Pearson said the discovery was almost accidental in that his team had been looking for another mineral when they purchased a three-millimetre-wide, dirty-looking, commercially worthless brown diamond. The ringwoodite itself is invisible to the naked eye, buried beneath the surface, so it was fortunate that it was found by Pearson's graduate student, John McNeill, in 2009.
Scientists have been deeply divided about the composition of the transition zone and whether it is full of water or desert-dry. Knowing water exists beneath the crust has implications for the study of volcanism and plate tectonics, affecting how rock melts, cools and shifts below the crust.
An international team of scientists led by Graham Pearson, Canada Excellence Research Chair in Arctic Resources at the U of A, has discovered the first-ever sample of a mineral called ringwoodite. Analysis of the mineral shows it contains a significant amount of water -- 1.5 per cent of its weight -- a finding that confirms scientific theories about vast volumes of water trapped 410 to 660 kilometres beneath Earth's surface, between the upper and lower mantle.
This bloody, claustrophobic horror film takes place in the aftermath of a cave-in in an underground mine. Several miners and a strong-willed lawyer are trapped beneath the earth and the results become increasingly treacherous and psychologically challenging.... Full synopsis
Dramatic changes from 1987 through 2007 to 2014 are clearly evident. In 1987 pillars beneath the four houses are just being exposed. They are almost fully exposed in 2007. Since then, the rock around pillars beneath houses A and B has eroded away, leaving just the bottoms of six of nine pillars that were extant in 1987 and 2007. The fronts of houses A and B appear to have been modified since 2007. None of the pillars beneath house D in 2007 were extant in 2014. The big bush beneath house B in 2014 is gone in 2017, and erosion exposed two more pillars beneath house B. AGS2014.
The 2008 Iwate-Miyagi Nairiku earthquake (M 7.2) was a shallow inland earthquake that occurred in the volcanic front of the northeastern Japan arc. To understand why the earthquake occurred beneath an active volcanic area, in which ductile crust generally impedes fault rupture, we conducted magnetotelluric surveys at 14 stations around the epicentral area 2 months after the earthquake. Based on 56 sets of magnetotelluric impedances measured by the present and previous surveys, we estimated the three-dimensional (3-D) electrical resistivity distribution. The inverted 3-D resistivity model showed a shallow conductive zone beneath the Kitakami Lowland and a few conductive patches beneath active volcanic areas. The shallow conductive zone is interpreted as Tertiary sedimentary rocks. The deeper conductive patches probably relate to volcanic activities and possibly indicate high-temperature anomalies. Aftershocks were distributed mainly in the resistive zone, interpreted as a brittle zone, and not in these conductive areas, interpreted as ductile zones. The size of the brittle zone seems large enough for a fault rupture area capable of generating an M 7-class earthquake, despite the areas distributed among the ductile zones. This interpretation implies that 3-D elastic heterogeneity, due to regional geology and volcanic activities, controls the size of the fault rupture zone. Additionally, the elastic heterogeneities could result in local stress concentration around the earthquake area and cause faulting.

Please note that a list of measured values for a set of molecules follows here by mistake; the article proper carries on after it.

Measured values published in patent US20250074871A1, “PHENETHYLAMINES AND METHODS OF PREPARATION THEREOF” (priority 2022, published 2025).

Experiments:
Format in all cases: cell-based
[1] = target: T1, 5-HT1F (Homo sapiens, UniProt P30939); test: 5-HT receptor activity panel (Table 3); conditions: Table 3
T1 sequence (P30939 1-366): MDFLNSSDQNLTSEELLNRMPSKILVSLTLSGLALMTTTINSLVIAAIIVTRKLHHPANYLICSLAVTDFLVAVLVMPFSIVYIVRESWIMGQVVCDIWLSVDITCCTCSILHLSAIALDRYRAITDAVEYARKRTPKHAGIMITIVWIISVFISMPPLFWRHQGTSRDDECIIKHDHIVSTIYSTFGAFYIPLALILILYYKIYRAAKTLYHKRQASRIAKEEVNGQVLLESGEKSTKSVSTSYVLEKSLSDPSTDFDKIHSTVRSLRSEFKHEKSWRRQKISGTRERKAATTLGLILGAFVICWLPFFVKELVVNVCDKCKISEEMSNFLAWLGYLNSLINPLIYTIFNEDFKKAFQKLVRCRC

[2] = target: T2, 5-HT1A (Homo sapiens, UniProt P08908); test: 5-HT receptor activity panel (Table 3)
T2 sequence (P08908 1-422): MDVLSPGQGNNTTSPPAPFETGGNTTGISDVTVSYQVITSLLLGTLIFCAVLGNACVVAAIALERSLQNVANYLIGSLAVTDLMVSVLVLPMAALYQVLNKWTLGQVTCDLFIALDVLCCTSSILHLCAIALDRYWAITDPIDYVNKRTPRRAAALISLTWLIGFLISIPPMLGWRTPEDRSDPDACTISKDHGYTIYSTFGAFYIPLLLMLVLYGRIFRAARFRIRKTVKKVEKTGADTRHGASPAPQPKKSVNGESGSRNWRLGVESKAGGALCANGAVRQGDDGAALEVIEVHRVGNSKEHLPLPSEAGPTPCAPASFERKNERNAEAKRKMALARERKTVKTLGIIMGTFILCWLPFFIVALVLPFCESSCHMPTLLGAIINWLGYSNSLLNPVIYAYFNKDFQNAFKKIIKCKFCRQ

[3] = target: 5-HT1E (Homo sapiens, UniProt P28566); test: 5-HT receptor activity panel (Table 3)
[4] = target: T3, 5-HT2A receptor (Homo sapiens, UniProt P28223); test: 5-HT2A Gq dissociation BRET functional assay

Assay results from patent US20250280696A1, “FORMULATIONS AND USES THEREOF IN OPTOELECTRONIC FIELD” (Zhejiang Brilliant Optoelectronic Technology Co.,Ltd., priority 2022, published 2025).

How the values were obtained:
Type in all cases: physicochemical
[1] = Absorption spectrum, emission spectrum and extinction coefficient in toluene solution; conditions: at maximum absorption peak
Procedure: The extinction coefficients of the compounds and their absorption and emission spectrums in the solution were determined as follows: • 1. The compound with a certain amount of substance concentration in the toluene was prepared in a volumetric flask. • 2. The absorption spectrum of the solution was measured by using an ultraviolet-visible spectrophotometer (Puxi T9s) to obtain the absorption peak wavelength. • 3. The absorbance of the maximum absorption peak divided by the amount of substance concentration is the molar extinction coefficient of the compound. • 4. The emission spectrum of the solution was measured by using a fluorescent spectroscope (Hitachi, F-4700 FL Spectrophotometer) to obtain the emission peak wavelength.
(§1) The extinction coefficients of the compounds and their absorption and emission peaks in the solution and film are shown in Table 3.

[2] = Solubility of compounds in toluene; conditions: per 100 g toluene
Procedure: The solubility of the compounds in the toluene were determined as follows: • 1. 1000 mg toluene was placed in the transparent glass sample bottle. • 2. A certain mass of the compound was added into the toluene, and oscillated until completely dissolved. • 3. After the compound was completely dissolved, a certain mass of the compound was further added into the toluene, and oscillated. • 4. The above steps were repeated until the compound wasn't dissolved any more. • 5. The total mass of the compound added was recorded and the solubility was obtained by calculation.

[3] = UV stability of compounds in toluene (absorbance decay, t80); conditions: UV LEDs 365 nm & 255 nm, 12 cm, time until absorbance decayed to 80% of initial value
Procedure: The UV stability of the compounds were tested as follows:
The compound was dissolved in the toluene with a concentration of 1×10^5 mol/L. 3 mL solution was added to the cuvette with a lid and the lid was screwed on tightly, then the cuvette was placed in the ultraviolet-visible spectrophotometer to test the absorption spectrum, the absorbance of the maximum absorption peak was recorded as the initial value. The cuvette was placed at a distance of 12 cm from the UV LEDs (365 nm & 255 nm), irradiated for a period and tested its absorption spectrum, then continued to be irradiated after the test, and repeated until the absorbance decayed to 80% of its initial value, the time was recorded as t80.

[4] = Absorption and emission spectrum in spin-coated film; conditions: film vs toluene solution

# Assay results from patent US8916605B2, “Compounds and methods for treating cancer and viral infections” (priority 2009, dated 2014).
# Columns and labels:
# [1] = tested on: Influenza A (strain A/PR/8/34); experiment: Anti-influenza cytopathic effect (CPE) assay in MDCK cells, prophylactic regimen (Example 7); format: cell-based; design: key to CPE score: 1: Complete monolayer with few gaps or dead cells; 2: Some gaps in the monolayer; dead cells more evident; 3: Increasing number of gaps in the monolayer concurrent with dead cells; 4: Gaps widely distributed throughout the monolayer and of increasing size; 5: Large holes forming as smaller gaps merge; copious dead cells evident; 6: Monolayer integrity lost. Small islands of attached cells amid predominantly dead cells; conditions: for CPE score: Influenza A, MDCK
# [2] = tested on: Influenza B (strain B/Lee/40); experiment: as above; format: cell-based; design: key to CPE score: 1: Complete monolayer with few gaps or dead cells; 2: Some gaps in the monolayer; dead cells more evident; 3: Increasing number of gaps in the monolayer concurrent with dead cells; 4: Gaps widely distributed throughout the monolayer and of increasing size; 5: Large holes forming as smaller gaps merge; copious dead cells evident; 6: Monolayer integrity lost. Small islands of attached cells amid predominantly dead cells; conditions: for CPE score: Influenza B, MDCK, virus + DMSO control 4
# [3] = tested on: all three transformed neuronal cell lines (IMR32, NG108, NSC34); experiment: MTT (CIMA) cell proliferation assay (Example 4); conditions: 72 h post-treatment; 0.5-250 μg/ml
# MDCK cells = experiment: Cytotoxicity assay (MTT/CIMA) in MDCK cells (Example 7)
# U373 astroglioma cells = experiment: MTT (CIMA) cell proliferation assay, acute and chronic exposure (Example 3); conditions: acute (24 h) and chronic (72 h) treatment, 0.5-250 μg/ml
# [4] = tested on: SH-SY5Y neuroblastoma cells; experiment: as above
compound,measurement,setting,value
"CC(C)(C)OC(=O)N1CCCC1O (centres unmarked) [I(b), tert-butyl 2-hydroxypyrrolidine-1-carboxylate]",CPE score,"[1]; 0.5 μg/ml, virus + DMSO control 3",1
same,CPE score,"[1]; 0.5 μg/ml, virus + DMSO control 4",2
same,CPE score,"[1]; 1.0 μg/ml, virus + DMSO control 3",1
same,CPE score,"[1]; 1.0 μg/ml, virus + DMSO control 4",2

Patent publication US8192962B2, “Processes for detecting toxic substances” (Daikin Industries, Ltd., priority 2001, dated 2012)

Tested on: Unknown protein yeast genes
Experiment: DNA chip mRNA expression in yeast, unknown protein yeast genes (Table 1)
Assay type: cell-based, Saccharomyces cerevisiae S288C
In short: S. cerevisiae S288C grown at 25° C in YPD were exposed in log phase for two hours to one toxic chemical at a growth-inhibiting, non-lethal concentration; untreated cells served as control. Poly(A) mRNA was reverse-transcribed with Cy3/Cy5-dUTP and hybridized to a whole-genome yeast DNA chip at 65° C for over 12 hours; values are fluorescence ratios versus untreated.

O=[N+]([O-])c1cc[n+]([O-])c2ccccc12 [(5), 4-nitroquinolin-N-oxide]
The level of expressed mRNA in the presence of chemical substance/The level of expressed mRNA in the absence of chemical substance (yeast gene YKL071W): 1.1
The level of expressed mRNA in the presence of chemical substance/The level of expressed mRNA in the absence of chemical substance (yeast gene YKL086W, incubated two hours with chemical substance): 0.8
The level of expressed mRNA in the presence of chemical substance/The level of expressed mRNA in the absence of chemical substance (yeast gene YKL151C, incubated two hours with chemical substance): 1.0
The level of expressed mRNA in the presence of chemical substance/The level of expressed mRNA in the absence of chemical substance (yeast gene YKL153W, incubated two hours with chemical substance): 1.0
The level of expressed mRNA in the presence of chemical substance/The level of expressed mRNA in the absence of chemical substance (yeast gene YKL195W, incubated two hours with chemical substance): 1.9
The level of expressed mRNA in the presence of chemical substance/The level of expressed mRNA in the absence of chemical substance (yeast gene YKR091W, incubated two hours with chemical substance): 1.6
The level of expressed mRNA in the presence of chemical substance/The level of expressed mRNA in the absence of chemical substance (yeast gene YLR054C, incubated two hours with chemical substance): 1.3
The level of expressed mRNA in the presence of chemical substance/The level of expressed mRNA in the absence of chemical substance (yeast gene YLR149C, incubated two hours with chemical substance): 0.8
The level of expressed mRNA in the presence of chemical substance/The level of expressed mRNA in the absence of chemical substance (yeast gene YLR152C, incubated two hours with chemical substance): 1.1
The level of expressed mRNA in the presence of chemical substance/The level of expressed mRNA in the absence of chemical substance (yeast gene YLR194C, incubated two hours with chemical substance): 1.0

Although C-1, C-2, C-3b, C-4, and C-5 were also found in the previous study based on the 2-D inversion method (Mishina 2009), their shapes and distribution depths are different in the present model. The C-2 and C-3b conductors are in shallower areas in the 3-D model than in the 2-D models. This inconsistency is probably due to inaccuracy in the 2-D inversion, because large β values (>10) above C-2 and C-3b (Figure 2) indicate a strong 3-D effect in the MT impedances. Additionally, a conductor beneath Mt. Yakeishi in the 2-D model does not occur in the 3-D model. The likely reason for this difference in the models is that the 2-D inversion may have detected C-2, which is distributed alongside but not below the 2-D survey line (Figure 4), because 2-D inversion often shows conductors distributed off the profile (e.g., Siripunvaraporn et al. 2005b).